Jamie Oliver may be the very public face of Sainsbury’s but, if the supermarket chain’s latest initiative is anything to go by, its 100,000 customer-facing workers will be the ones who determine whether the retailer continues its recovery or loses out to its rivals.
In September, the chain unveiled a 10m rebranding exercise – ‘Try Something New Today’ – as the next stage of its three-year ‘Make Sainsbury’s Great Again’ programme. The most interesting aspect for HR is the fact that the campaign is supported by an extensive package of customer service training.
But can something as nebulous as customer service actually be taught? While it has long been recognised that you can be drilled into smiling and saying “have a nice day”, if you don’t have an innate enthusiasm for delighting customers and exceeding expectations, is such training just a waste of money?
Lessons to be learned
Not according to Sainsbury’s customer director Gwyn Burr. “People have to have an aptitude for service,” she says. “But once you have that, there is a lot you can do as an organisation to move it forward.”
Bob Dunn, general manager of customer service at Scottish Water, agrees. “People do have to have the right attitude, but you can then build on the techniques that help you manage customers.”
The organisation has 400 customer service staff and won this year’s National Customer Service Awards, run by Customer Management magazine.
The key is constant, ongoing coaching, Dunn suggests. “Even with the right attitude, if you are not giving people the right technical skills, and if they don’t know how to work the system properly or have to shuffle through papers all the time, then that will reflect badly on the customer experience.”
Over the past three years, this focus has led to a 20% reduction in complaints and a 40% increase in the number of ‘first-pass’ resolutions. Customer satisfaction levels have risen to 95% from 76%, while staff satisfaction levels have also increased, says Dunn.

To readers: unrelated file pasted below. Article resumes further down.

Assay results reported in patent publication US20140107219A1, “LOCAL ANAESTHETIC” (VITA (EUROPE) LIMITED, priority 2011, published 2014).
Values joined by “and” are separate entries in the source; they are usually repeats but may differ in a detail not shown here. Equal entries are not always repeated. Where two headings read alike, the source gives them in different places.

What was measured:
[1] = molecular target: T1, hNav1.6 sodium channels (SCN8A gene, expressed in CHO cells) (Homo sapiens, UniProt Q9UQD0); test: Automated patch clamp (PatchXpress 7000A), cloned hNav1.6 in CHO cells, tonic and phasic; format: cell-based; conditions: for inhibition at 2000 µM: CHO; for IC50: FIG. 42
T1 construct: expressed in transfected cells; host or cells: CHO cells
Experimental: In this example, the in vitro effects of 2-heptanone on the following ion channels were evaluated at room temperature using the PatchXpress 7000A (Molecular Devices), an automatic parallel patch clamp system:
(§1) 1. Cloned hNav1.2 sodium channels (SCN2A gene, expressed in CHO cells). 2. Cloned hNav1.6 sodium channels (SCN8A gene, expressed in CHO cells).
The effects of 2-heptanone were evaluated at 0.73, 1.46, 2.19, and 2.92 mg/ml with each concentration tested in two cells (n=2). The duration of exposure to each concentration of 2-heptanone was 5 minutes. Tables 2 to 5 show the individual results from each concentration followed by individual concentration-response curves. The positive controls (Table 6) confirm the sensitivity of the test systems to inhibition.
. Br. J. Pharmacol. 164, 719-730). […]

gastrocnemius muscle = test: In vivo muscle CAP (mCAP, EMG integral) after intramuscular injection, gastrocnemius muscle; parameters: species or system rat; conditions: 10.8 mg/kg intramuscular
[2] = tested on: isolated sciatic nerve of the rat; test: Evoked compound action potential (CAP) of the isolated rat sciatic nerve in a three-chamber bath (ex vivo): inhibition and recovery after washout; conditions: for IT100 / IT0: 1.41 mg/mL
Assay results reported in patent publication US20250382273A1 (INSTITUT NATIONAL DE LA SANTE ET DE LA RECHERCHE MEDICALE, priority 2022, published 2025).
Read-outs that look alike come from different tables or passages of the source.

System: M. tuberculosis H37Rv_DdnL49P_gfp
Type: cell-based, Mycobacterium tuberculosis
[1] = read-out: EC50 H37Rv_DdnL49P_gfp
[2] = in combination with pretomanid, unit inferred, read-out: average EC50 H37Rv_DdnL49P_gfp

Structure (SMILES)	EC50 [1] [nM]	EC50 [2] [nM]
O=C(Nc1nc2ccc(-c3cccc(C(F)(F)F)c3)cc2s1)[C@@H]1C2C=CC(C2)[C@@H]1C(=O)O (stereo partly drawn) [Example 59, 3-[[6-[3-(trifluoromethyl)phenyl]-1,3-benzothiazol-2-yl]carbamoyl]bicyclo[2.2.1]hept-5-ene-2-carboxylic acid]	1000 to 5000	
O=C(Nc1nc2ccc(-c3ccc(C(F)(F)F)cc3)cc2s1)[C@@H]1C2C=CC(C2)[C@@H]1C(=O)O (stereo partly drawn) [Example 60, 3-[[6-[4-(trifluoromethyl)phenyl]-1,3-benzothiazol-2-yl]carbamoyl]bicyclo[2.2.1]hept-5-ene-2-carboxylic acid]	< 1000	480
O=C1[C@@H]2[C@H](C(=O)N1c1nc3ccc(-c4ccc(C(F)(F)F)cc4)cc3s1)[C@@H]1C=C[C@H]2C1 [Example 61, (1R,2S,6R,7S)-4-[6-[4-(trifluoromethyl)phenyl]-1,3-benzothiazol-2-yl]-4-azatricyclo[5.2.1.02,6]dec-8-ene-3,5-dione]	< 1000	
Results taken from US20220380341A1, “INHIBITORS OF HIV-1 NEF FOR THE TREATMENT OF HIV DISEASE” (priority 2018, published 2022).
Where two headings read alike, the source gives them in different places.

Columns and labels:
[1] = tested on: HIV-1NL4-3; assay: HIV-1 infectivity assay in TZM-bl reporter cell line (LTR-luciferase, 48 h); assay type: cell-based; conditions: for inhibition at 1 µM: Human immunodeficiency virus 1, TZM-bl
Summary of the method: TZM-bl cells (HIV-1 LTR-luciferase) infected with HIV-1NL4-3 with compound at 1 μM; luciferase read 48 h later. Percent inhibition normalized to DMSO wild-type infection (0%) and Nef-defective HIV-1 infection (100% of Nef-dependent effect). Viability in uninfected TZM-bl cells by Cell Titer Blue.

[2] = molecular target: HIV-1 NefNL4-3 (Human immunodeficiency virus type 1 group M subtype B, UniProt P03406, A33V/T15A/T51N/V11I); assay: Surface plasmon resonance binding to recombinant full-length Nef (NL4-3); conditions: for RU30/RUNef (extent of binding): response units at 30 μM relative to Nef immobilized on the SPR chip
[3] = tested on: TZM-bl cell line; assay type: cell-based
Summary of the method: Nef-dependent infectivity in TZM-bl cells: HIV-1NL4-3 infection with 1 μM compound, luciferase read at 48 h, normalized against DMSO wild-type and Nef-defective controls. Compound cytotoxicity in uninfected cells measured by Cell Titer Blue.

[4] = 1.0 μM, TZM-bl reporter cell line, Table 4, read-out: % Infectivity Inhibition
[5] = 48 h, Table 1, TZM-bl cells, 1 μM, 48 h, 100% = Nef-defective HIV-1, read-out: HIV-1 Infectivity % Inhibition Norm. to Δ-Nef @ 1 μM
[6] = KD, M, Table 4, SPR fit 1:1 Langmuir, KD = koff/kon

Ongoing customer service training is a must, particularly if you are working in a technically fast-moving environment, says John Vickerman, people and property director at mobile phone company 3. Staff need to know about new products, upgrades and technical changes, and be confident they have the right answers.
The company has 2,300 workers split between call centres in Glasgow and Mumbai, India. They all undertake a three- to four-week training programme, which covers areas such as handling calls and dealing with complaints, Vickerman explains. This is then topped up by regular on-the-job training, much of it web- and e-learning based.
“We invest in good selection and recruitment methods,” he adds. “If your raw material is good it makes it much easier.”
Managers also need to be given the right skills. A Chartered Institute of Personnel and Development study this summer found customer service workers who received regular, positive feedback, praise and recognition were more willing to go that extra mile and less likely to leave.
As customers become more sophisticated and demanding, so the skills and training you need becomes more important, says Richard Emerson, managing director of learning and development specialist Interaction.
“It is now much more than just smiling and using a customer’s name,” he says. “People do not want a formulaic approach any more. They want to be treated as individuals.”
He cites the example of optician chain Dollond & Aitchison, which began a major customer training programme for its optometrists in December 2003.
They went on a five-day residential course designed to challenge assumptions, increase understanding of customer needs, develop awareness of customer styles and improve skills and behaviours. Within 12 months, the cost of the courses had been recovered through increased sales, and mystery shopper scores were higher for the optometrists who had completed the programme.
Spending the money and giving customer service staff the tools to do a good job can be an important motivational and retention tool in itself – particularly in times of change, says Sainsbury’s Burr.
“Organisations often do service initiatives that just fall flat when it comes to delivery,” she adds. “So you have to engage and motivate your colleagues.”
The key to good customer service
- Hire for attitude, but don’t overlook skills.
- Ensure you give staff the answers they need, particularly in a fast-changing environment.
- Blend classroom and on-the-job training – constant coaching and e-learning can both work well.
- Ensure managers have the skills to keep customer-facing staff happy, focused and motivated.
- Remember that giving staff the tools to do a good job not only benefits the customer, but also makes employees feel more motivated, happy and loyal.
This month in Training Magazine…
Mark Burton, head of learning and development at AstraZeneca UK, talks about his new learning agenda.
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